“It’s All Relevant” – Revisited

While talking with a new client recently about keyword selection, I was reminded of a blog post I wrote back in March 2006, entitled, It’s All Relevant.

The post described an exercise I undertook to identify paid search ads so irrelevant as to be laughable. Searching on “rocket fuel” produced an eBay ad. Wait a second, there was no way I could buy space shuttle rocket booster fuel on eBay. Yes, you guessed it, model rocket fuel is what was listed on eBay. Had I typed in “buy space shuttle rocket booster fuel,” I’m sure I’d have seen different paid search results.

For a present day example, search “spaceship fuel” in Google and a Target.com ad is served. However, the landing page for that ad doesn’t exactly feature spaceship fuel. Again, relevance is the key to paid search success.

Back to the new client – new clients are typically excited to help in the creation of paid search campaigns. Thankfully, they’re more than willing to suggest keywords and ad creative. Many of their suggestions miss the mark, however. Had they tried to create and manage a paid search campaign on their own, they may have wasted thousands of dollars on irrelevant and unqualified clicks. It warms my heart that they reached out to Oneupweb for help. Many who are new to paid search lack a clear understanding of the dynamics of paid search and what it takes to make the most of this marketing channel. Ya gotta be relevant!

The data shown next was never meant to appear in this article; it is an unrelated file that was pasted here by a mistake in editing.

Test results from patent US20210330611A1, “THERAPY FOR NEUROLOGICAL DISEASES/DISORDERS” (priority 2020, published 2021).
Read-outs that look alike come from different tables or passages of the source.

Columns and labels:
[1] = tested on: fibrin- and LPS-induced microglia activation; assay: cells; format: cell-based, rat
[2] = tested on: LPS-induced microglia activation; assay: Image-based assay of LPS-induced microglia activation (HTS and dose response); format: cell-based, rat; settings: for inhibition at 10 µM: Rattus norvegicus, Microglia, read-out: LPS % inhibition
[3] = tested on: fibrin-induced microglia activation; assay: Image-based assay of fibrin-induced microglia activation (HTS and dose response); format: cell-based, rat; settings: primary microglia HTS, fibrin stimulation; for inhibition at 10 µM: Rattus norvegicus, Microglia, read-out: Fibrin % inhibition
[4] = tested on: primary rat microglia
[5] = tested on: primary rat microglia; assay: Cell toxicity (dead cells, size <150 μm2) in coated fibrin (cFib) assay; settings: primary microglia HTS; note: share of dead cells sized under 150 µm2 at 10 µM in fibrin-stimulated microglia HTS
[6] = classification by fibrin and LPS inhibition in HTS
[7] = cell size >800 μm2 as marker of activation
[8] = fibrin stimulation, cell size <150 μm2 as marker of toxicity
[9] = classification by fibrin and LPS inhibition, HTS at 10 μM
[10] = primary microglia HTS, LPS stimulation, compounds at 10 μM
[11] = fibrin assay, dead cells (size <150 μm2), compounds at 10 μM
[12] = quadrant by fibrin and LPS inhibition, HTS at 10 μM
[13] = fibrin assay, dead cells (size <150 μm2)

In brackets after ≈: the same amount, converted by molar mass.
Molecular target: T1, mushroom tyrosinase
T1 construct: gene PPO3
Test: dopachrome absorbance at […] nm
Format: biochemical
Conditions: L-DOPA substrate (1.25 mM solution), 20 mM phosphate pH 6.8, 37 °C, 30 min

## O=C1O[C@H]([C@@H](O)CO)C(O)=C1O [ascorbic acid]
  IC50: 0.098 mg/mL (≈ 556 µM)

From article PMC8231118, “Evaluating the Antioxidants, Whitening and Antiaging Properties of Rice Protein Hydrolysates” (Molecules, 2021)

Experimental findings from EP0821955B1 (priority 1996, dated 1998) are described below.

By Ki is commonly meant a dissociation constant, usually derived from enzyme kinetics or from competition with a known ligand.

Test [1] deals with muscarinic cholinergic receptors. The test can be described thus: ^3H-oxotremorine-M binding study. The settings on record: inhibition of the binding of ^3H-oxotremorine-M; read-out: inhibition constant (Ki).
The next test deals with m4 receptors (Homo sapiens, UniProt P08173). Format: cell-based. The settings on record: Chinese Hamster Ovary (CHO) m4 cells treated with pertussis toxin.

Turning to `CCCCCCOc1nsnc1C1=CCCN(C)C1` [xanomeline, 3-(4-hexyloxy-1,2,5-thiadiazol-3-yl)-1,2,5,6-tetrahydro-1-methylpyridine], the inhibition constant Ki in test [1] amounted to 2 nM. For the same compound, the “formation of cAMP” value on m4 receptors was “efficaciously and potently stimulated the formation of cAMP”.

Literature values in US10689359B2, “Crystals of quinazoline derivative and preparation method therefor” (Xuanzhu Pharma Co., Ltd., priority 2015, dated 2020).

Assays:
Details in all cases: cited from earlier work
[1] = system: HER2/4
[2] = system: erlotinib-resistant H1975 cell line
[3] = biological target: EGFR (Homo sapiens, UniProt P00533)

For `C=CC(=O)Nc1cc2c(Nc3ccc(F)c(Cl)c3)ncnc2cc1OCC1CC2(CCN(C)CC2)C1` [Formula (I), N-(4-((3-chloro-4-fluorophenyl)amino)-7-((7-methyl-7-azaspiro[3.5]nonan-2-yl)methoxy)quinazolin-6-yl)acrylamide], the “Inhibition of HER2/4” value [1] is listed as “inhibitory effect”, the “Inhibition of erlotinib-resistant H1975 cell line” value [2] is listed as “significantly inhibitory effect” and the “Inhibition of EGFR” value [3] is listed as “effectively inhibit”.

An example is in order. Let’s say you’re in the business of designing navigation systems for mega yachts. A relevant keyword phrase might be “marine navigation systems”. Selecting “GPS”, though related, is not as relevant to your business as the more targeted “marine navigation systems” phrase.

You may argue that yacht owners may be looking for your product when they search on GPS. OK, but you also have searchers who are shopping for car GPS, GPS coordinates, hacks for GPS systems, etc.

You may also argue that in your paid search ad you’ll be very specific about what you sell and eliminate bad clicks. Experience has shown that’s not enough to avoid wasting precious marketing dollars. I have to believe there are people whose idea of recreation is clicking on paid search ads with no intent of buying the product advertised.

Think of paid search relevancy as a chain. Links in the chain are:

  • The Product You’re Selling
  • Keyword Selection
  • Ad Creative
  • and Landing Page

The old saying that a chain is only as strong as its weakest link certainly applies here. Maximize relevancy along the chain and reap the rewards of high ROI and low CPA.